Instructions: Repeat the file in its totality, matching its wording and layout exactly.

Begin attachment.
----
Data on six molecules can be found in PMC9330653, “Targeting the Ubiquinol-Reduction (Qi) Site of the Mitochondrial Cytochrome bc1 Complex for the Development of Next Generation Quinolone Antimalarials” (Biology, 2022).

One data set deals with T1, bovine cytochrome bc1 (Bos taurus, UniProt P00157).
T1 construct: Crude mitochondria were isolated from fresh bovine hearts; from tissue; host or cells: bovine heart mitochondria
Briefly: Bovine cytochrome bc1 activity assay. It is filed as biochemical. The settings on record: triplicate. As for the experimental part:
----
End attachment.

Data on six molecules can be found in PMC9330653, “Targeting the Ubiquinol-Reduction (Qi) Site of the Mitochondrial Cytochrome bc1 Complex for the Development of Next Generation Quinolone Antimalarials” (Biology, 2022).

One data set deals with T1, bovine cytochrome bc1 (Bos taurus, UniProt P00157).
T1 construct: Crude mitochondria were isolated from fresh bovine hearts; from tissue; host or cells: bovine heart mitochondria
Briefly: Bovine cytochrome bc1 activity assay. It is filed as biochemical. The settings on record: triplicate. As for the experimental part: